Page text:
After hearing a sermon from the famous John of Avila on repentance, he was so overcome by the thought of his sins that the whole town thought the little bookseller had gone from simple eccentricity to madness. After the sermon John rushed back to his shop, tore up any secular books he had, gave away all his religious books and all his money. Clothes torn and weeping, he was the target of insults, jokes, and even stones and mud from the townspeople and their children.

Friends took the distraught John to the Royal Hospital where he was interned with the lunatics. John suffered the standard treatment of the time – being tied down and daily whipping. John of Avila came to visit him there and told him his penance had gone on long enough — forty days, the same amount as the Lord’s suffering the desert – and had John moved to a better part of the hospital.

John of God could never see suffering without trying to do something about it. And now that he was free to move, although still a patient, he immediately got up and began to help the other sick people around him. The hospital was glad to have his unpaid nursing help and were not happy to release him when one day he walked in to announce he was going to start his own hospital.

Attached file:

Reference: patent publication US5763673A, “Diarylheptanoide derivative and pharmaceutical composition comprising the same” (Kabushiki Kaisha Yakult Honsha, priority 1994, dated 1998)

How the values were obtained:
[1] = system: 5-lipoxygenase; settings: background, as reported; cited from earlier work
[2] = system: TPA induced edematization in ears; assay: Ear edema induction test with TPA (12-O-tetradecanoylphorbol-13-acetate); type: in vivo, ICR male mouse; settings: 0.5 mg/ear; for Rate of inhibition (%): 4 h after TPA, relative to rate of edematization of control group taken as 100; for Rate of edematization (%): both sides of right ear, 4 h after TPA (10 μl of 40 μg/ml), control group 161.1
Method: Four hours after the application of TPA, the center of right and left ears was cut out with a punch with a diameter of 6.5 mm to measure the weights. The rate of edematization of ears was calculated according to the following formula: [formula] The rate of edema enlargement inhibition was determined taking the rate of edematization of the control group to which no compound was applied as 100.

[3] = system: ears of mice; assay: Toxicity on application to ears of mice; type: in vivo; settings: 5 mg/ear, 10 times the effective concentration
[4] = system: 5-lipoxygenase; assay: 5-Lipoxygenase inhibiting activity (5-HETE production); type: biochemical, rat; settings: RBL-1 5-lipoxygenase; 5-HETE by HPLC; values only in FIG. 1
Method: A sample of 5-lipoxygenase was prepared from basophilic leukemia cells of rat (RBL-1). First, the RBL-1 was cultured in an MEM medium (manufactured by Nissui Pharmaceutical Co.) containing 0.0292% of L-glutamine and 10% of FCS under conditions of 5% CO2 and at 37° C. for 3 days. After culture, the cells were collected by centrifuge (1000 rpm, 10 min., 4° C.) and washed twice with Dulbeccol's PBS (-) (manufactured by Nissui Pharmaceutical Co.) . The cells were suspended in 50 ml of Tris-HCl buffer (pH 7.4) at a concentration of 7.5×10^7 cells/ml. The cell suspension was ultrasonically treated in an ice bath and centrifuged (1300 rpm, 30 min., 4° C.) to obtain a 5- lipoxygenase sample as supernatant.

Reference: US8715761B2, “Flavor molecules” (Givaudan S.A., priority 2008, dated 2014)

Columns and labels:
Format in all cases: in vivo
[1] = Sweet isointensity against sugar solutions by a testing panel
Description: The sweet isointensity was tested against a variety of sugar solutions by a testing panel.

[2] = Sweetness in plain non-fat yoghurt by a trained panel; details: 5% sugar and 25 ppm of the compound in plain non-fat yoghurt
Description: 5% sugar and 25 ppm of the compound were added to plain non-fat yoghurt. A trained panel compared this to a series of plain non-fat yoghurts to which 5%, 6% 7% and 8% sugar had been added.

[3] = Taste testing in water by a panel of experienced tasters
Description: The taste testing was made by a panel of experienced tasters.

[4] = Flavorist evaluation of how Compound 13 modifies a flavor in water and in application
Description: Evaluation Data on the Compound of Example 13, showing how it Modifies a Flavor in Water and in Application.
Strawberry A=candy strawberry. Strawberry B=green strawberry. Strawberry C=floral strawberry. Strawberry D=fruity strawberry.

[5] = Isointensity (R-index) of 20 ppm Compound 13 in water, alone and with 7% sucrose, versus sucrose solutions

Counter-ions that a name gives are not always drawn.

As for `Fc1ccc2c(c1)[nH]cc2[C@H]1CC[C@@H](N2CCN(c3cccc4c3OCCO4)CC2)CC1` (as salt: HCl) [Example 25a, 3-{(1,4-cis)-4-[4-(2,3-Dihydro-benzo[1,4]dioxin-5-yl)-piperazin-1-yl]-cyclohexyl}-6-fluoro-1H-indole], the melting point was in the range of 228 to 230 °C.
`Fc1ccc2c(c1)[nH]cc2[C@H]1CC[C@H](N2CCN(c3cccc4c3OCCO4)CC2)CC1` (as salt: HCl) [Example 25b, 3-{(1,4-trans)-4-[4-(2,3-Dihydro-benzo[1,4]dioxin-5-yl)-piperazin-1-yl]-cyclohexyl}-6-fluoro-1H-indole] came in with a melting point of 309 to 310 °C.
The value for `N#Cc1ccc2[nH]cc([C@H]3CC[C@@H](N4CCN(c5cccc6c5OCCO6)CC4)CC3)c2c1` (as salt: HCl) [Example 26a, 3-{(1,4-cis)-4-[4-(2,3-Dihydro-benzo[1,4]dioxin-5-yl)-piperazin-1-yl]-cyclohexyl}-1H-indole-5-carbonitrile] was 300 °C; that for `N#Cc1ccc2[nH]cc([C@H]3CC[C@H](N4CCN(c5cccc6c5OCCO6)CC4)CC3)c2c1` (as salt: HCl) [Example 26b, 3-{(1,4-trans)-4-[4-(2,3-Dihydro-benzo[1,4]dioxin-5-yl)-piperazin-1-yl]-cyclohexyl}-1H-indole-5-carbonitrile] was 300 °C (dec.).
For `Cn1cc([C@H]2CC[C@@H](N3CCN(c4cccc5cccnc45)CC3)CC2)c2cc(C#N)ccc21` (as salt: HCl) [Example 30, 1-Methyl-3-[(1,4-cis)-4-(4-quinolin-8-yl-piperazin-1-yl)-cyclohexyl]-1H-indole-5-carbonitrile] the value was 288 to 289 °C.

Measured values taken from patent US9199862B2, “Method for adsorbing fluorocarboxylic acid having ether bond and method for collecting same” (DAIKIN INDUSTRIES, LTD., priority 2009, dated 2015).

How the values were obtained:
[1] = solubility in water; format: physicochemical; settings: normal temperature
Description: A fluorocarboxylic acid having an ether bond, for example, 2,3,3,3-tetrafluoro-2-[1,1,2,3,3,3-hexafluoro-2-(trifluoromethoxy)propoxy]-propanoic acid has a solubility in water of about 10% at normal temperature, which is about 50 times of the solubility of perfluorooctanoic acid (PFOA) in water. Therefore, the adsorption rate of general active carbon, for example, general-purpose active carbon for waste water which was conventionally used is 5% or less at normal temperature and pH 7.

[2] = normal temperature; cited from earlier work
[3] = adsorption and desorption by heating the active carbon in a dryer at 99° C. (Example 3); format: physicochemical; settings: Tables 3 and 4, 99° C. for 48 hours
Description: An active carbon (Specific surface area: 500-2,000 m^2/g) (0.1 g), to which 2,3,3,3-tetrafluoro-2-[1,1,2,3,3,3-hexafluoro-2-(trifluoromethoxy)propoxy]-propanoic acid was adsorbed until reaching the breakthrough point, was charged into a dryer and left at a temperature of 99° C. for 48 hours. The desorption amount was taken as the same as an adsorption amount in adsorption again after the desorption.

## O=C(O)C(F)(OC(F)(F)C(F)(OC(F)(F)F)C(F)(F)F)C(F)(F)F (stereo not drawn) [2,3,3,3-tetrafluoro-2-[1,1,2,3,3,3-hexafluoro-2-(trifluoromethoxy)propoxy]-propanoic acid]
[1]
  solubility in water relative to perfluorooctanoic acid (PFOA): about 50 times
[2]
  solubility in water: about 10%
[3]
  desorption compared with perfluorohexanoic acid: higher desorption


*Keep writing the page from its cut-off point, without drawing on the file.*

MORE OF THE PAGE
John may have been positive that God wanted him to start a hospital for the poor who got bad treatment, if any, from the other hospitals, but everyone else still thought of him as a madman. It didn’t help that he decided to try to finance his plan by selling wood in the square. At night he took what little money he earned and brought food and comfort to the poor living in abandoned buildings and under bridges. Thus his first hospital was the streets of Granada.

Within an hour after seeing a sign in a window saying “House to let for lodging of the poor” he had rented the house in order to move his nursing indoors. Of course he rented it without money for furnishings, medicine, or help. After he begged money for beds, he went out in the streets again and carried his ill patients back on the same shoulders that had carried stones, wood, and books. Once there he cleaned them, dressed their wounds, and mended their clothes at night while he prayed. He used his old experience as a peddler to beg alms, crying through the streets in his peddler’s voice, “Do good to yourselves! For the love of God, Brothers, do good!” Instead of selling goods, he took anything given — scraps of good, clothing, a coin here and there.

Throughout his life he was criticized by people who didn’t like the fact that his impulsive love embraced anyone in need without asking for credentials or character witnesses. When he was able to move his hospital to an old Carmelite monastery, he opened a homeless shelter in the monastery hall. Immediately critics tried to close him down saying he was pampering troublemakers. His answer to this criticism always was that he knew of only one bad character in the hospital and that was himself. His urge to act immediately when he saw need got him into trouble more than a few times. Once, when he encountered a group of starving people, he rushed into a house,stole a pot of food, and gave it to them. He was almost arrested for that charity! Another time, on finding a group of children in rags, he marched them into a clothing shop and bought them all new clothes. Since he had no money, he paid for it all on credit!